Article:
The good: Hormones help to grow the bodies or stems of the beings that we, as people need. Without hormones, corn wouldn’t grow, fish wouldn’t swim correctly, and cattle wouldn’t reach sexual maturity at the rate that they currently do. Hormones are vital for all living beings to grow and mature properly. There are growth hormones put into cattle to help promote faster growth and performance will be better. Those hormones can be closely related to steroids in humans, and for many athletes, injecting themselves with unnatural steroids and people think it is okay! But for plants/animals who NATURALLY produce these in order to, live, it is absurd.

The bad: The word hormone has a very negative connotation that effects things drastically. We know that, as agriculturalists. We continue to try to educate and explain that hormones are vital for all living beings, but sometimes, people do not want to hear it.

The emotional: Go sit in on any Geneticist lecture and listen to them. They love this stuff. This is where the science side of agriculture comes in. You can hear there passion in how those hormones are present in order to provide the growth and even the feeding that they need. They nerd out! That is the emotion, they have a passion for what they have learned, what they teach, and what they work with every single day.

2. GMO’s are not chemicals. GMO’s are not chemicals. GMO’s are not chemicals. Hopefully that has been burned into your mind. Definition of GMO or Genetically Modified Organisms: the genetic material (DNA) has been altered in a way that does not occur naturally by mating and/or natural recombination. From that definition, how is that considered a chemical. The basics of GMO’s are this: taking a characteristic of, like a cactus, a plant that can survive on little water, and then put that characteristic, or gene, into a plant that needs a lot of water, like alfalfa. The goal is that you can produce that particular crop with less water. So it is production efficiency.

The good: GMO’s have revolutionized the agricultural production industry. Farmers are able to produce more food on less land and with less resources. That means, that the less water that is used on crops, can go into your homes for faucet water, toilet water, and to shower with. This also means that farmers are able to produce crops and use less pesticides, herbicides, and fertilizers because the crops have been modified against bugs or grow in soil that has less nutrients than what they actually need to survive.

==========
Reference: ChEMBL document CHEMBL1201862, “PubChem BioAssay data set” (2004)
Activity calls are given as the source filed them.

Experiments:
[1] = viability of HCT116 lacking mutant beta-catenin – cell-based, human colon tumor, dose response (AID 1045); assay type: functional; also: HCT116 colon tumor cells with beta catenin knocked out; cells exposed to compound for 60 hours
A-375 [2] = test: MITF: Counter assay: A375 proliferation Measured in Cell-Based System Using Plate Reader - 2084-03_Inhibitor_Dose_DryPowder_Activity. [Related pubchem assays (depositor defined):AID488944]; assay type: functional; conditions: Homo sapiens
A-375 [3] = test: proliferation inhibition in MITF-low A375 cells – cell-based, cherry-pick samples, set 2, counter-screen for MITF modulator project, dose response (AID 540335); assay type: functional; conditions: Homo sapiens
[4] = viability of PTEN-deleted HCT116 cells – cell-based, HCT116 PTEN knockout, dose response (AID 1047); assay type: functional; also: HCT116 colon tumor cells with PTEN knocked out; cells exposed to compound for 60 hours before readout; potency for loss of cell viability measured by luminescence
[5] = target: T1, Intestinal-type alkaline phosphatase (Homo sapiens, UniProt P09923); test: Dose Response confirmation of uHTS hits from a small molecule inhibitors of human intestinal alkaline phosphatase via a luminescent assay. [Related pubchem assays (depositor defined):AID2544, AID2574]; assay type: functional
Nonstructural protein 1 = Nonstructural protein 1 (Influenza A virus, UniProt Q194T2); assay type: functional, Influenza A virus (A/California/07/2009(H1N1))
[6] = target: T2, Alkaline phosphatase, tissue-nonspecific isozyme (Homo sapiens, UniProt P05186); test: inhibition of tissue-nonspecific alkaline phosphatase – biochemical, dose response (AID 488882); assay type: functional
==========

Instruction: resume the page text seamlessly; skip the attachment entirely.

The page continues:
The bad: Let’s real talk for a minute. We do not know the long run effects of GMO’s, but at this moment, the technology is revolutionized enough that there is no proof of any long standing effects from GMO’s. The problem is, we aren’t sure how many times genetically modifying plants will soon effect them to a point of no return. But again, there is science backing it.

The emotional: Why would producers produce food that they know is harmful to people, when they will be feeding that same food to their family…? I have seen a cotton farmer, in Lubbock, Texas, crying, screaming, stomping and staring at the sky, begging for rain, because he is a dry-land farmer (meaning he depends solely on natural rainfall), and none was coming. He needed the rain, for the cotton to grow, to get an income, to feed his family.

3. Antibiotics are not in the food you eat. This is a hot topic for many right now, because even parents are questioning vaccinating their own children, so why would livestock be anything different to them. Antibiotics, all antibiotics, have a withdrawal date. This means that if the animal will be going into food production, you MUST go by those withdrawal dates. If the date on an antibiotic is 30 days out from processing (or slaughter), then the producer is not supposed to give that medication to the animal any less than 30 days.

The good: The withdrawal dates are set in place, in order, to provide safe food for ALL. With the withdrawal period, that gives the animal enough time to completely flush out the antibiotic in order for the meat to be safe for consumption.

The bad: There is always “a few bad apples” that ruin it for the rest. Antibiotics are often used after the withdrawal date, for reasons that they should not be used, or just after the date causing residue left over in the meat. Not good.

All of this information has been said to say, do your research. Correct research. Research that is backed by professionals. Contact Agriculture Universities, call the industry professionals, get the facts!

Agriculture is complex, there are no black and white answers. It is a culture, along with a science.

Remember, PETA is good at tugging at the heart strings initially, but then skew the facts. Agriculture gives the facts, but sometimes forgets to give the emotional side.

So here it is, a viewing into the Glass Barn, and this barely scratches the surface of agriculture. Agriculture isn’t shady or private or closed-up in dark barns. It is everywhere, all around you, and if you truly want to learn more, open your ears and eyes and let the producers do the talking before you jump to conclusions.


An Agriculturalist